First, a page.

Directory of U.S. Military Rockets and Missiles|
Appendix 4: Undesignated Vehicles
|Copyright © 2006-2007 Andreas Parsch|
In the 1996/1997 time frame, the U.S. Air Force began to define plans for building blocks of a future Military Spaceplane (MSP) system. The full scope of these plans came to public attention in January 1998, when the Air Force Research Laboratory (AFRL) Space Vehicles Directorate (VS) requested proposals from the industry to study various aspects of advanced military space technology. This included research related to a potential MSP system. The latter was to cover concepts for RLVs (Reusable Launch Vehicles), SMVs (Space Manoeuver Vehicles, see X-37/X-40), so-called CAVs (Common Aero Vehicles, see X-41/Falcon) and finally pop-up upper stages. Pop-up upper stages were defined as rocket stages, which could be used by RLVs or ELVs (Expendable Launch Vehicles) to boost payloads to their final orbits and/or to perform orbital manoeuvers.
Earlier, in 1997, the AFRL had already begun a formal program to develop a pop-up upper-stage, named the Modular Insertion Stage (MIS). The MIS was defined as an expendable, low-cost, liquid-fueled upper stage, which could be scaled by using one to three rocket engines (hence the "modular" label) to suit all expected user needs. It had already been determined in AFRL-sponsored studies in 1997 by TRW and Rocketdyne, that the best-suited propellants for the requirements (storable, non-toxic fuels) would be hydrogen peroxide and kerosene. Subsequently, AFRL cooperated with NASA's Marshall Space Flight Center (MSFC) in funding and management of further development of the MIS. MSFC had its "Bantam" low cost lift program running since 1997, and this provided a suitable contractual framework for the MIS effort. It was decided to build an MIS flight demonstrator, called Upper Stage Flight Experiment (USFE), and Orbital Sciences Corp. (OSC) was eventually awarded a contract to design and build the USFE. At some time in late 1997 or early 1998, the designation X-42A was officially allocated to an expendable demonstrator for pop-up upper-stage technology. However, this designation has so far not been further used in any official announcements, and therefore it is unclear if it will be actually applied to the USFE project (in fact, that doesn't appear too likely; see RLV section below).
Construction and component testing of the USFE prototype proceeded through mid-2003 on a relatively low-key basis. However, in that year a tank failure during a helium pressurization test completely destroyed the engine. Since then, a second prototype has been built, but propellant tank leakage problems have again delayed the program. If tests with a new tank, scheduled for early 2006, are successful, the USFE could be ready for a flight demonstration by May 2007. For this test, the USFE would be fitted as the third stage on top of a two-stage booster provided by OSC (most likely the first two stages of a retired Minuteman missile).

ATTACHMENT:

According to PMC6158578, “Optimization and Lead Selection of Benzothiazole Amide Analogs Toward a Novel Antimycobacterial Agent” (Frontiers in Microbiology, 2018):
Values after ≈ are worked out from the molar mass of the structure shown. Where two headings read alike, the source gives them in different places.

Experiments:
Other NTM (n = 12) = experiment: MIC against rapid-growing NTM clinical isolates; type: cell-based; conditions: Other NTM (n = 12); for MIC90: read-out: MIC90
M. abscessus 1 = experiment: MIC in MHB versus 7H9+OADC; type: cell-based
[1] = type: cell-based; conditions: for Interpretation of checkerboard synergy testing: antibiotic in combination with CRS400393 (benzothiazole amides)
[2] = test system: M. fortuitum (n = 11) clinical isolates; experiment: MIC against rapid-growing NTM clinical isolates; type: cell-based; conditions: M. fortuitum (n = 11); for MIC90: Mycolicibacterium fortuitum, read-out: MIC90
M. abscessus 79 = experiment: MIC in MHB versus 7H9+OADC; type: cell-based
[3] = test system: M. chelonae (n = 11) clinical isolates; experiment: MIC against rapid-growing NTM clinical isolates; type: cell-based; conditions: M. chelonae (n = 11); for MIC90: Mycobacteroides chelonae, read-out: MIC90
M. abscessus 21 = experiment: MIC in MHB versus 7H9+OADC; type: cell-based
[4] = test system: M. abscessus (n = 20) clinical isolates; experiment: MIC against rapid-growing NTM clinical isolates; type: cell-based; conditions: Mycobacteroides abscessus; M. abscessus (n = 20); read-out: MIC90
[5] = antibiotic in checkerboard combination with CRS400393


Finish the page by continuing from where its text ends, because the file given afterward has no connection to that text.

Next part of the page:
The X-42 designator has also been unofficially used by the AFRL and the industry in 2002 for a possible RLV demonstrator. Orbital Sciences Corp. (OSC) has presented a design, which is based on its Multi-Role Reusable Vehicle (MRRV) concept, a winged vehicle powered by a single RS-27 rocket engine. The significance of the use of "X-42" for this proposal is not quite clear, but it appears to emphasize that the vehicle could be a reusable solution to the upper stage requirement.
|Image: Orbital Sciences Corp.|
|OSC X-42 RLV Demonstrator|
By 2003, this design had slightly evolved, featuring a single vertical tail on the fuselage instead of the wingtip fins. A single CAV (Common Aero Vehicle) could be carried atop the fuselage and launched in space. OSC's X-42 was equipped with a conventional tricycle landing gear and a braking parachute in the aft fuselage. The vehicle was designed for versatile trajectories and short turn-around time on the ground (14 days), making it a true "space launch workhorse".
The X-42 label has also been informally used in a few papers and presentations to refer to other proposed test vehicles related to RLV and TSTO (Two Stage To Orbit) technology. The acronym RAST (Reusable Access to Space Technology) has also been mentioned together with X-42. All said, it looks as if the X-42 designation is currently not tied to a specific program or vehicle.
No dimensional or performance data for the USFE is available.
 Michael P. Kleiman: "Demonstrator provides technology to enable
responsive space access", VS Release #05-17, August 2005
 GlobalSecurity.org Website
 2002 Core Technologies for Space Systems Conference Website (originally at http://www.spacecoretech.org/coretech2002/, now dead link!)
 Scott Lowther: "U.S. Bomber Projects (Preview)", 2007
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